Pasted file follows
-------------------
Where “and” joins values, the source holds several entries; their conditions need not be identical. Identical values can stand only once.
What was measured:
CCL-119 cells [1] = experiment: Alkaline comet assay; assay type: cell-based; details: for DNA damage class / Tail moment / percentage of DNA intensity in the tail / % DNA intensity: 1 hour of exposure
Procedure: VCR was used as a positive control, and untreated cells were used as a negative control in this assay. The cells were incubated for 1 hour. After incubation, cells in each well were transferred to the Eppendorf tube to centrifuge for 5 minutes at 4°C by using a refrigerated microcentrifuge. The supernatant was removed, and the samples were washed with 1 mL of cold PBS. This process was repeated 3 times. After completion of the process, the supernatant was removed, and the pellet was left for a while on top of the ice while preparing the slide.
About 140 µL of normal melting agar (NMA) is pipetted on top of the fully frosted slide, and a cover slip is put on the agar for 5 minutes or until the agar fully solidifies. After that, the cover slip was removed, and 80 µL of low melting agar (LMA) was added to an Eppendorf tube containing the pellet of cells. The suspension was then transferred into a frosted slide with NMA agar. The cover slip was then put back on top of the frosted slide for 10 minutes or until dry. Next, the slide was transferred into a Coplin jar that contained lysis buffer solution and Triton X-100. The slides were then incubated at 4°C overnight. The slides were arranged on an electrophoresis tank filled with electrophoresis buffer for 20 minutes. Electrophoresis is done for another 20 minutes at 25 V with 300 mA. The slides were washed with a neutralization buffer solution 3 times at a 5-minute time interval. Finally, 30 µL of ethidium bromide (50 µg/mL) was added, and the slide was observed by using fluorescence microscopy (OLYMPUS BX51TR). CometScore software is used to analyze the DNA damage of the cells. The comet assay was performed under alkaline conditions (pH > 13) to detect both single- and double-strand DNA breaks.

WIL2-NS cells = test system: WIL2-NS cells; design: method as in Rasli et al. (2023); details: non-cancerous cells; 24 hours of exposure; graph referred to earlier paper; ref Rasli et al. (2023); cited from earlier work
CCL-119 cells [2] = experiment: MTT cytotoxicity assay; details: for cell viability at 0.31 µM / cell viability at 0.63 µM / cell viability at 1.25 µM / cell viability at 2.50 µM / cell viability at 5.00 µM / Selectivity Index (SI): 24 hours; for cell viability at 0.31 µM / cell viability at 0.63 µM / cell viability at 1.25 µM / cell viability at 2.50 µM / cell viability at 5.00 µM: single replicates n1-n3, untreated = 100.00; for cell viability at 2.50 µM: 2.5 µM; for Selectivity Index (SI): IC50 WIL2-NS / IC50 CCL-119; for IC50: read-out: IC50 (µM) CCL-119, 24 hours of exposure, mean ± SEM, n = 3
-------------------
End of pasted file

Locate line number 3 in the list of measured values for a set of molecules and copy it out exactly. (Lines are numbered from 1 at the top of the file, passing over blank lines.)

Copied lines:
CCL-119 cells [1] = experiment: Alkaline comet assay; assay type: cell-based; details: for DNA damage class / Tail moment / percentage of DNA intensity in the tail / % DNA intensity: 1 hour of exposure